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WESTMINSTER — The Bellows Falls Union High School Board narrowly approved a proposed budget for the 2021-22 school year Monday night that shows a 2 percent decrease over the current budget.

But three school directors almost defeated the budget with their insistence that the board know what the actual impact will be on taxpayers before the budget is approved.

On a 4-3 vote, the board approved the proposed $7,502,808 million budget, which Principal Christopher Hodsden said is a two percent decrease over the current budget of $7.655,000.

But Directors David Clark of Westminster, Deborah Wright of Rockingham and Stephen Fine of Athens voted against the budget, largely because the tax impact is not known.

Clark said that, considering the Scott administration has already warned school districts that Vermont residents face a 9 percent increase in school taxes, he couldn’t approve a budget without knowing what the local impact would be.

Other directors and Hodsden said they have never known in the past, that budgets have been approved only with the “best guess” of the supervisory union’s business manager. All laid the blame on the state Agency of Education not giving local towns the budget information they need.

Clark said that in his 20 years of being on the BFUHS board, he has only failed to support the budget twice — including this year. And he urged his fellow directors to hold off making a decision until Jan. 21, the last day for finalizing a Town Meeting warning, in hopes that the state will come up with more definitive numbers.

Clark said the “nine percent hit ... was not a comforting feeling.” He reminded the board that Gov. Phil Scott had in Clark’s words “double-crossed” Vermont school districts in 2017 by announcing a cut in state aid to education, after budgets were passed at town meeting.

Hodsden said that the BFUHS budget is down 2 percent, although he conceded he didn’t know what the tax impact would be.

The board debated about how much money to include in the budget in a so-called “contingency” fund, which actually is money set aside for teacher contract negotiations. To not include money in the budget could leave the school district open to complaints of failing to negotiate in good faith.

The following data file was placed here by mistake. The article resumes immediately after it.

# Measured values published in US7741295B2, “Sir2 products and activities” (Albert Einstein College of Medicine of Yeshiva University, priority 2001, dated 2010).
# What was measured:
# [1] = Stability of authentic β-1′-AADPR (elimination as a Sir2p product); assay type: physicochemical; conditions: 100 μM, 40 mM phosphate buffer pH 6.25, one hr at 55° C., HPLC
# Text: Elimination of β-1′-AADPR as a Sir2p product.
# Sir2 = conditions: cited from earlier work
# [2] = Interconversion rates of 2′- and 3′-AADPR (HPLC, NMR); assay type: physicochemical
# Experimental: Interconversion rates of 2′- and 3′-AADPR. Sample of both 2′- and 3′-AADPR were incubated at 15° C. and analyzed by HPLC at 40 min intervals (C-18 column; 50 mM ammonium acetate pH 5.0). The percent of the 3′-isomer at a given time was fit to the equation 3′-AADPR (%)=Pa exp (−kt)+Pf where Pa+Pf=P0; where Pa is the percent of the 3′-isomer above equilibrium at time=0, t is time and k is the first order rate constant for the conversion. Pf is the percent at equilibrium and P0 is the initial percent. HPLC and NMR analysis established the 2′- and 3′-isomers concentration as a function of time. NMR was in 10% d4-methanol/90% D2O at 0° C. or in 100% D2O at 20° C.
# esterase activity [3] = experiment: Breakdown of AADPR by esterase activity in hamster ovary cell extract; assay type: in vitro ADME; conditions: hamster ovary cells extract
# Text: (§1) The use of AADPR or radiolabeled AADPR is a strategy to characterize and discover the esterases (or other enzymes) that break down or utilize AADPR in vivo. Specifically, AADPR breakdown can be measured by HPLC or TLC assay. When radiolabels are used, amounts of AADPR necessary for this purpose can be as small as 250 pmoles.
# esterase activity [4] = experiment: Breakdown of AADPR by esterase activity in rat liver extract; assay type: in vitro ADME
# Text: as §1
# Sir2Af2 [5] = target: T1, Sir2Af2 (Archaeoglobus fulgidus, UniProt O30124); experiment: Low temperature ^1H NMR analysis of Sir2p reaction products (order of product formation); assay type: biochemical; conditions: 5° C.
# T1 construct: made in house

Hodsden noted that teachers and staff were currently working without a contract, and thus any 2021-22 fiscal year budget would have to include money to cover two years’ worth of increases.

Hodsden and Business Manager Flora Pagan included $163,934 in the special “Board of Education” fund to cover negotiations. He said about $13,400 was trimmed from the proposed budget in the past week because of firmer figures from the River Valley Technical Center, where some BFUHS students attend classes.

Voting for the proposed budget were Directors Jack Bryar of Grafton, Margo Ghia of Rockingham, Priscilla Lambert of Rockingham and Brenda Farkas, also of Rockingham.

The board also approved a plan by Hodsden to bring more students back to four days a week, in-person teaching, starting no earlier than the end of February vacation, and no later than the start of the spring academic quarter. No specific date was given.

Hodsden said he polled the school community on the issue of increasing students’ in-person days (they are currently on a two days a week in person schedule) and got a sharply divided response.

He said he received 264 responses, with 51.5 percent of the people liking the idea of four days a week of in-class instruction, and 48.5 percent opposed.

Unlike the lower grades, the high school has to maintain a six-foot distance between students and their desks.

“Vermont is in good shape, and schools are in even better shape,” said Hodsden, referring to the positivity rate of virus testing. Vermont currently has a 2.9 percent rate, while school staff have a 0.9 rate, he said.

He said the staff favored returning to four days of in-person teaching, 62.5 percent for it to 37.5 percent against.

The principal assured the board the school could do it safely, and follow all the state’s coronavirus safety protocols. He said if there is a virus outbreak, or the state comes out with additional protocols, the school would act accordingly.

He said the schools in Vermont have done a good job of keeping the virus out of the schools, with social distancing, wearing masks, and sanitizing constantly. He said the school is working on a plan to hold “remote” classes within the building, if there isn’t adequate space for a particular class.

He said he wants to give teachers adequate time to plan for the return to in-person teaching.

Hodsden read a letter from a parent, Stephanie Mitchell, who is adamantly opposed to increasing the number of in-person school days. Mitchell said she is worried about the rise in COVID-19 cases in the area.

Bryar urged Hodsden to consult with the three Dartmouth College’s medical school doctors who have been advising the supervisory union on coronavirus safety protocols in the schools.

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